Shocked Queenstown Airport workers voiced disbelief while watching a Pacific Blue plane take off in bad weather and before dark.
Queenstown District Court today (Tuesday) heard that the local airport’s chief executive, its operations manager, the rescue fire service and air traffic control all commented on the risky Sydney-bound flight asit left the runway.
The Pacific Blue pilot, a 54-year-old man from Papakura, Aukland, faces a charge of operating his aircraft in a careless manner as a result of the June 22, 2010 incident.
The man has been granted interim name suppression.
During the second day of the defended hearing, audio footage of conversations between air traffic controllers, rescue fire service (RFS) and Airways flight service specialist Darryl Palmer was played.
“How big are his gonads?” asks the RFS’s Nigel Henderson when he calls Palmer 30 seconds after take-off.
“F****n hell, I haven’t seen that before,” Palmer replies.
“Oh, he’s screwed…he’ll have to keep going,” Henderson says.
“F****n…he’s committed…he’ll be gone…he won’t be coming back,” Palmer says, meaning the pilot wouldn’t be able to return to Queenstown Airport in the event of engine failure because it would be too dark.
Henderson: “Anyway (laughs) he’s got some balls.”
In the lead-up to take-off, the pilot was receiving regular weather information, detailing that there were strong wind gusts, low cloud and a south-westerly front. At the time of departure, conditions had improved but occasional wind gusts were still strong.
An air traffic controller was heard saying that taking off would be at the pilot’s own discretion.
During this time, an Air New Zealand captain radioed the tower to say that his flight from Christchurch to Queenstown was turning back because the weather was so bad.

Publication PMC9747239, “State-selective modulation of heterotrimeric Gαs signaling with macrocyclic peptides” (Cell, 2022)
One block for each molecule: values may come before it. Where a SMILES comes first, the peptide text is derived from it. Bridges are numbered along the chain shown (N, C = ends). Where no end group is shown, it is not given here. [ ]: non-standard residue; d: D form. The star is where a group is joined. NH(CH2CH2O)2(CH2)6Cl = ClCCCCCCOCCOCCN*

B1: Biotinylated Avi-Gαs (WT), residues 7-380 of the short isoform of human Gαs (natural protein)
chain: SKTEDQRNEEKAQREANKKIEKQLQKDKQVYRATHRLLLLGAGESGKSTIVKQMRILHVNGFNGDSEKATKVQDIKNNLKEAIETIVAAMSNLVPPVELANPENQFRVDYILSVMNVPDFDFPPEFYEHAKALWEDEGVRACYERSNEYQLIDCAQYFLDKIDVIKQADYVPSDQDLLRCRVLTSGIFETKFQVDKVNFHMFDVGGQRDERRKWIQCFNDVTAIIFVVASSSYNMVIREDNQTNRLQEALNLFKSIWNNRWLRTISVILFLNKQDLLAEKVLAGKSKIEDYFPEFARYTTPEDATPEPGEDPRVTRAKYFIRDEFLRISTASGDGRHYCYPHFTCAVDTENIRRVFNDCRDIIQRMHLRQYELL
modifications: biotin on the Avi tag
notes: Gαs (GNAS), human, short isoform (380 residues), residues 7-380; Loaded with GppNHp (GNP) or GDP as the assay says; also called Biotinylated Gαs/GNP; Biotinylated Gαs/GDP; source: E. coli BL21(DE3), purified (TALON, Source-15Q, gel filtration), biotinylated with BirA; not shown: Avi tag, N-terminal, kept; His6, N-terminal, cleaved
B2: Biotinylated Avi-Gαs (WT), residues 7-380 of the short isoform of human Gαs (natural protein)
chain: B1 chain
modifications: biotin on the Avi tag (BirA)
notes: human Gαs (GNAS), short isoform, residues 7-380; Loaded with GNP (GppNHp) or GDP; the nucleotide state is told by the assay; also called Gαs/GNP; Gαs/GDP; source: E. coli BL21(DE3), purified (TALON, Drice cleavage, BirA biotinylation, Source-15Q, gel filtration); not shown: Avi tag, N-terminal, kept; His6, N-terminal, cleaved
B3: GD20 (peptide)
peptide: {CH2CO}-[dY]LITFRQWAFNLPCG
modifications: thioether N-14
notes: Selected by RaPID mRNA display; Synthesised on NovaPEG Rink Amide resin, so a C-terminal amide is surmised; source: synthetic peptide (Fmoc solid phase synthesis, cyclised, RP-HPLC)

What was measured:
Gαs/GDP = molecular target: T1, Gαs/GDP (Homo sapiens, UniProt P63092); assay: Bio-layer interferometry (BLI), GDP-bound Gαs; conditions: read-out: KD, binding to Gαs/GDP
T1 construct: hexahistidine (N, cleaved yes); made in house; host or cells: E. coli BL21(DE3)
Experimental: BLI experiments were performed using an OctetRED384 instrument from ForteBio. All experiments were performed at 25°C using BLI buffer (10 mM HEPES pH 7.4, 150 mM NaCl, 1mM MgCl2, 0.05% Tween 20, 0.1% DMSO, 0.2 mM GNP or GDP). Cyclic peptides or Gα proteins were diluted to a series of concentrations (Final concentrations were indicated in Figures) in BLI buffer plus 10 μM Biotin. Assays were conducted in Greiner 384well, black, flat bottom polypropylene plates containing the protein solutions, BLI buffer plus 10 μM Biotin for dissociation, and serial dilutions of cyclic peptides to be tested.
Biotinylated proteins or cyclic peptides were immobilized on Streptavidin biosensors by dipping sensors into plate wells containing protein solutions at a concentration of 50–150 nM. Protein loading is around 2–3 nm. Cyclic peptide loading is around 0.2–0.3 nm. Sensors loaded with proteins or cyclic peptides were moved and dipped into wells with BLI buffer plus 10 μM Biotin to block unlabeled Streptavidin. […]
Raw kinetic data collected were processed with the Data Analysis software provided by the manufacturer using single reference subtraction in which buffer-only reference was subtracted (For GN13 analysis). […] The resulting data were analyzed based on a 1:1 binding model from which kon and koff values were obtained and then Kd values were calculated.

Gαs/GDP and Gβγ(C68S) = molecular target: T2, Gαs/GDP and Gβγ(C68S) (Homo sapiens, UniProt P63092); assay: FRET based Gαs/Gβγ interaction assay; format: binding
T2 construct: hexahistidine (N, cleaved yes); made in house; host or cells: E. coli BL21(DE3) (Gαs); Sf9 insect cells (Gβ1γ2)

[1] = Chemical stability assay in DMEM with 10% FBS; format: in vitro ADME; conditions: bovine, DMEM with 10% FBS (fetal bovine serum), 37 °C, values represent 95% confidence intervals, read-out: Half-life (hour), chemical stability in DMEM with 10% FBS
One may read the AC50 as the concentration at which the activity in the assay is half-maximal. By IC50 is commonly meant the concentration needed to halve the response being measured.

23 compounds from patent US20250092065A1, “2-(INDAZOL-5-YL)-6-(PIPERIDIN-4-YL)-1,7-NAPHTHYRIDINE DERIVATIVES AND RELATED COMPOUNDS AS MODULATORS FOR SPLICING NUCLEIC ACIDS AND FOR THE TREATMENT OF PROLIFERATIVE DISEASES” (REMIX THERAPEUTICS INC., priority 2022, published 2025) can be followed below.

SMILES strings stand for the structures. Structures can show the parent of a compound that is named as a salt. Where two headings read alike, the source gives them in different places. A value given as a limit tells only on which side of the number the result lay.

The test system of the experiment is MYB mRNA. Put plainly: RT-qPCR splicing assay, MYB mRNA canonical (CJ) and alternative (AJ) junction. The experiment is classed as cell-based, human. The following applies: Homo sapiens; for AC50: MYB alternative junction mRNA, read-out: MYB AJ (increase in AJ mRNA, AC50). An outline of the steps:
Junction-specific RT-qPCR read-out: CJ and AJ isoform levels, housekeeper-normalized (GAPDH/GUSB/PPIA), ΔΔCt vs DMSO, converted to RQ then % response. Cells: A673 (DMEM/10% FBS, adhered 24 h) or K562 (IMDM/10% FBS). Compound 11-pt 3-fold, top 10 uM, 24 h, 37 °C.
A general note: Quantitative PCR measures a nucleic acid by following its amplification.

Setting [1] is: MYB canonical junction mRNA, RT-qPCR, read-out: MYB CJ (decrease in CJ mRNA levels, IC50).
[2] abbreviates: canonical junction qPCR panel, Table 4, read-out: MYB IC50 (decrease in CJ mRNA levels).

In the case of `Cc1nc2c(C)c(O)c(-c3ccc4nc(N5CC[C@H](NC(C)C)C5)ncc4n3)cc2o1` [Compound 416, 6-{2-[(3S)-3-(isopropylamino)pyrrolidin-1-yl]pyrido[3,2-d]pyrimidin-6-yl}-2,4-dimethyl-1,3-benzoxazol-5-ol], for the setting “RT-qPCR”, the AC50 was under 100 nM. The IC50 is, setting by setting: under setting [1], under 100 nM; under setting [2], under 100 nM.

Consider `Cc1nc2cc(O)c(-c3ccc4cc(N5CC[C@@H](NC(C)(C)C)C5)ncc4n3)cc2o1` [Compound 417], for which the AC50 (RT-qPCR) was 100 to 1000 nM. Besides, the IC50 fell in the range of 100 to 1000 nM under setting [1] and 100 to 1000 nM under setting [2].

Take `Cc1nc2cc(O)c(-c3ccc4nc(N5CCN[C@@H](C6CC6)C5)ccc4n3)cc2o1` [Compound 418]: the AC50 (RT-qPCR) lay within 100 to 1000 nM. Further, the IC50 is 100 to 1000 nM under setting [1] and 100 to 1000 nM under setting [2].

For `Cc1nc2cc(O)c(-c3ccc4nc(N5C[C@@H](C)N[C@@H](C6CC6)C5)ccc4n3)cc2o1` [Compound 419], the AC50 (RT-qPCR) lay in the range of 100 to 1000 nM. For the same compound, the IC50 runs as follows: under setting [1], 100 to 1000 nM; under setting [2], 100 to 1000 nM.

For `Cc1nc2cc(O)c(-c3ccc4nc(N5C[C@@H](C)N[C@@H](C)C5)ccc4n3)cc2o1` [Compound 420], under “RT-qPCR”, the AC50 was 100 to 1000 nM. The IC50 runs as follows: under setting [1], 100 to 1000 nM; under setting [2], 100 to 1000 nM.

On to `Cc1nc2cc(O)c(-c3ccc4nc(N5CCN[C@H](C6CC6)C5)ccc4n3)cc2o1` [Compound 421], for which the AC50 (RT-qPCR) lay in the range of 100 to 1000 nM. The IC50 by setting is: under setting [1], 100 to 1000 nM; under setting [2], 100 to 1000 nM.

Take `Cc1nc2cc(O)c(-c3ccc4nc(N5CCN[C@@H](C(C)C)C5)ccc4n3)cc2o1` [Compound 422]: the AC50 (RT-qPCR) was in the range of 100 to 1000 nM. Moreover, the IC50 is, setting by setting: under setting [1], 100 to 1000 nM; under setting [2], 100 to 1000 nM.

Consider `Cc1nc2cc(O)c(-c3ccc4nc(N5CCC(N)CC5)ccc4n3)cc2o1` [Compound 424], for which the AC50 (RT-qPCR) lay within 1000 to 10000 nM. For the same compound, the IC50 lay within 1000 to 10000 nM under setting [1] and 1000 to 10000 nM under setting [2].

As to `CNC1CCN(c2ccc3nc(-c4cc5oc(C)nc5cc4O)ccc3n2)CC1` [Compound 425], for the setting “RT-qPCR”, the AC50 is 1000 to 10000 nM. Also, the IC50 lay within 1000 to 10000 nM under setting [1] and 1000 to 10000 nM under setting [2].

The court heard also evidence from Queenstown Aiport’s then-operations manager Daniel Debono. He recalled how he and former CEO Steve Sanderson both expressed their surprise that the plane had taken off.
“I have never seen anything like the Pacific Blue departure that night,” he says, adding that it was unusual because of the low light, gusty winds and cloud coverage at the time.
It’s alleged the pilot flouted the necessary take-off rules set down by Civil Aviation Authority, Airways Corporation and Pacific Blue’s own requirements when he flew out amid southerly, mid-winter conditions at 5.25pm. The plane was supposed to depart at 4.30pm.
CAA alleges the pilot shouldn’t have taken off after 5.14pm because rules stipulate Queenstown departures must be at least 30 minutes before twilight.
CAA claims that in the event of engine failure – which every pilot must plan for before a flight – the Pacific Blue plane was in no position to safely turn back to Queenstown – and that its alternate emergency landing option in Christchurch was not viable.
The hearing, set down for two weeks, continues tomorrow.